Another complaint in this area is the revenue split on advertising displayed on GBS book pages. Recall that Google splits GBS ad revenue with GBS Partners, and in the case of a mainstream publisher, the publisher will be the GBS Partner, not the author. To me, this seems a matter to be settled between mainstream authors and their publishers rather than a GBS issue.

Yet again, indies have no need for concern here. We can sign up to become GBS Partners and keep all of the ad revenue split for ourselves.

Still Not Sure Whether To Upload Your Books?

If you have concerns about the risks and possible ramifications of allowing your books to be listed on GBS, carefully review the GBS
Program Policies and the settlement agreement with an attorney versed in matters of copyright and publishing law before making any decisions. You might also want to read this Authorweb piece on GBS.

One more thing - if you're self-publishing in the hopes of attracting a mainstream publisher, it's probably best to err on the side of caution and leave your books out of GBS since you can't predict how a future publisher with which you may have dealings will feel about GBS.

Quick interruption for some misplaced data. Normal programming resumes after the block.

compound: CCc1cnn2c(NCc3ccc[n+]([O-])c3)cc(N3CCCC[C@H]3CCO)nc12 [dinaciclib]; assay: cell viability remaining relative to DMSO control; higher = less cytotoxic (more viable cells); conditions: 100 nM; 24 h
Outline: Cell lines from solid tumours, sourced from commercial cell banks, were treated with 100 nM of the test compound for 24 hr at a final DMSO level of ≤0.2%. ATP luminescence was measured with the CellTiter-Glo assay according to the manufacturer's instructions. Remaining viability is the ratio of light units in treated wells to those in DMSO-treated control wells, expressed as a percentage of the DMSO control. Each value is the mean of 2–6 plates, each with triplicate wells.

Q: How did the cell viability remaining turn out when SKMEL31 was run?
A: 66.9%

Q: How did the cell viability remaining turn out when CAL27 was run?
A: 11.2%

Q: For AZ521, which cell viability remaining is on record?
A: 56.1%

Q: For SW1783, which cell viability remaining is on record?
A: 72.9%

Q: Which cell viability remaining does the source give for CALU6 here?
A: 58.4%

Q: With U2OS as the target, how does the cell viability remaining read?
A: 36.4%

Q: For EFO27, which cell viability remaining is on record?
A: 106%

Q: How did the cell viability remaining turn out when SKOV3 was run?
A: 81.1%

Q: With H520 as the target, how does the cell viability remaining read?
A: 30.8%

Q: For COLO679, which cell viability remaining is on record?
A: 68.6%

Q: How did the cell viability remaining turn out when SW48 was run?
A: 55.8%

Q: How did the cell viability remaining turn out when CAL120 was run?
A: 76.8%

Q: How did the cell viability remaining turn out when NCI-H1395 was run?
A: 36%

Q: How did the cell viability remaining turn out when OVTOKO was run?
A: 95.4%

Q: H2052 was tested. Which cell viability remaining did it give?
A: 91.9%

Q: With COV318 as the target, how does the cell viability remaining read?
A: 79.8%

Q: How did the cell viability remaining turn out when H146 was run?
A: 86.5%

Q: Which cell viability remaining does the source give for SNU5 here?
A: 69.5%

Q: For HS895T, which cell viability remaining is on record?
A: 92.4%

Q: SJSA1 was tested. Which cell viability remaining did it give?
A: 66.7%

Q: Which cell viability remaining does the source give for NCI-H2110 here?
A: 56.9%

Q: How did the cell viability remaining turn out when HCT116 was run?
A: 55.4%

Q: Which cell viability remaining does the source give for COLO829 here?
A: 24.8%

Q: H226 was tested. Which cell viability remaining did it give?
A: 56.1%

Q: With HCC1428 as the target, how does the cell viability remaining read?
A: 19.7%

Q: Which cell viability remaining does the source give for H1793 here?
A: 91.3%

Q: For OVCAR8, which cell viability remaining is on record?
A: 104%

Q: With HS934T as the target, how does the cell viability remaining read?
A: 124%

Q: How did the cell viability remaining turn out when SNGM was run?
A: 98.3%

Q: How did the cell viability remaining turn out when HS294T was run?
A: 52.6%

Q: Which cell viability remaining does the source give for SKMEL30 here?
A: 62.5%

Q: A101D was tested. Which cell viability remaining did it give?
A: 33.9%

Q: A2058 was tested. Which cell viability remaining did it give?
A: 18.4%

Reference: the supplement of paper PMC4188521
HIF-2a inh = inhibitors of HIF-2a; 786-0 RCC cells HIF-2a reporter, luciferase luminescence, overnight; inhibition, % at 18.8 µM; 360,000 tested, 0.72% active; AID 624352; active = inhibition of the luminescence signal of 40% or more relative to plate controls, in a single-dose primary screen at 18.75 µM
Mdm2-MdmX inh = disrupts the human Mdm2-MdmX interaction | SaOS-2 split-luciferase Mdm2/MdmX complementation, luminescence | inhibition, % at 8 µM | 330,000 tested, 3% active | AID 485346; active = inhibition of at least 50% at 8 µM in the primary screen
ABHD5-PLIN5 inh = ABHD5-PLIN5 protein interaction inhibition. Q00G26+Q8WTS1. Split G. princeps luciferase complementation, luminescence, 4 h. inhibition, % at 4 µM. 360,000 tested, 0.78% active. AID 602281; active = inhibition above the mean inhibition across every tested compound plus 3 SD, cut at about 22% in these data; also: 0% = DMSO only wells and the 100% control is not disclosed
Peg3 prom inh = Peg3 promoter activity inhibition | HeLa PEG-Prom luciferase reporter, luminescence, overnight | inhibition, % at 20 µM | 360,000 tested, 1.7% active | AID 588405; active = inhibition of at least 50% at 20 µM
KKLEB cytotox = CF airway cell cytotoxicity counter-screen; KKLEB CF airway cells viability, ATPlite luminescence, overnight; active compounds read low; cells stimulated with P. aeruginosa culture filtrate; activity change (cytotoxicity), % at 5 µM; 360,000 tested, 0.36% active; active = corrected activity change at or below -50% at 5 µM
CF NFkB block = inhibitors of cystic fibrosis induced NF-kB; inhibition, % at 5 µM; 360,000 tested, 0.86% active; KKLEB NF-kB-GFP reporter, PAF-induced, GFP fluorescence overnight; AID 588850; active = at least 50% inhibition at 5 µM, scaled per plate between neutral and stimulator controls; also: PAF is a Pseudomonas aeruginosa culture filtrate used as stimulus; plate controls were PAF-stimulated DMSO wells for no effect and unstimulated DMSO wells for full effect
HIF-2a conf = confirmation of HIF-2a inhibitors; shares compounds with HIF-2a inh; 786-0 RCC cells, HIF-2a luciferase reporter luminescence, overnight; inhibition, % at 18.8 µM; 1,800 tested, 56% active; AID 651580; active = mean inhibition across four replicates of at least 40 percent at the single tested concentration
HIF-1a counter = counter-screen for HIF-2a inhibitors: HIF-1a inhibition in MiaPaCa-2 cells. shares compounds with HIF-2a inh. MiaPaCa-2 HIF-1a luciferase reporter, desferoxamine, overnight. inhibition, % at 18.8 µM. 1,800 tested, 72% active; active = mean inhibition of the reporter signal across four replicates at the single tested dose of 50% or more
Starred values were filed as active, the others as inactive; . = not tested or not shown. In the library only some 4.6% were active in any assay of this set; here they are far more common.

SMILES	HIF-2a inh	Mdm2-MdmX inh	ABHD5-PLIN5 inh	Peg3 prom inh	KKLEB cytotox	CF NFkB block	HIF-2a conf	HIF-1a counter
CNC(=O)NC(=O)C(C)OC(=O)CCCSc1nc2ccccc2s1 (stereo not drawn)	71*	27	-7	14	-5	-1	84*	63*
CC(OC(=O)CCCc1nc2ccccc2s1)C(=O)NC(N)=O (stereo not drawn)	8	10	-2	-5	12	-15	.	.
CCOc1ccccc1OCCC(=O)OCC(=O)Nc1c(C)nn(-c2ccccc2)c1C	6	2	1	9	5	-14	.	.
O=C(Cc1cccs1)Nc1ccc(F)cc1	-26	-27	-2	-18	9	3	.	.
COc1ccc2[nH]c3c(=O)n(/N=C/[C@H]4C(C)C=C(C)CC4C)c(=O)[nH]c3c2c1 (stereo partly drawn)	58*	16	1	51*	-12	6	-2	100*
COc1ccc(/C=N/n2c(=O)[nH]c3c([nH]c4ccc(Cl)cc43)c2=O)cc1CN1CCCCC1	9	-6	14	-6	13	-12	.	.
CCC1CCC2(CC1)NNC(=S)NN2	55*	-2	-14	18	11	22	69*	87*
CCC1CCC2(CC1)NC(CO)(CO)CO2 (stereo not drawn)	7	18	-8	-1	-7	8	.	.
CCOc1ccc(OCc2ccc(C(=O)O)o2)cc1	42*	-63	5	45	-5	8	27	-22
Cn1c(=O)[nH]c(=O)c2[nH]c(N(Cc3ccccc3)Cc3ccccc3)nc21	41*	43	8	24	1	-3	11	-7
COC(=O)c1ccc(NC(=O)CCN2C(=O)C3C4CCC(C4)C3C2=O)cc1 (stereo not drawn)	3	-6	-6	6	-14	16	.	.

My Experience With GBS

I’ve had my novels,
Adelaide Einstein and Snow Ball, listed on GBS since May of 2008. Joining the Partner program was very easy and GBS dovetails seamlessly with other Google services I already use like gmail, AdSense and the like.

From the time I uploaded the books it took about three months for them to show up in GBS searches, but the process is probably bit speedier now that the settlement agreement has again freed GBS to focus the bulk of their energies on scanning and uploading content.

My Partner reports show I’m getting a smattering of page views, but if viewers are subsequently buying my books, they’re not using the GBS where-to-buy links to do so. I’ve also yet to see any ad revenue from GBS. I suspect this meager traffic is due in large part to the fact that while GBS is widely known and discussed in author and publisher circles, the general public is largely unaware of its existence. Go ahead, ask a non-bookish friend or family member if they know about Google Book Search.

As the GBS database grows, and given Google’s track record of success in rolling out new products and services, GBS will probably become as ubiquitous as Google search and gmail eventually. I have no regrets about listing with GBS. I subscribe to the Just Get It Out There In Front Of As Many Eyeballs As Possible school where my books are concerned, and GBS is poised to deliver quite a few eyeballs indeed.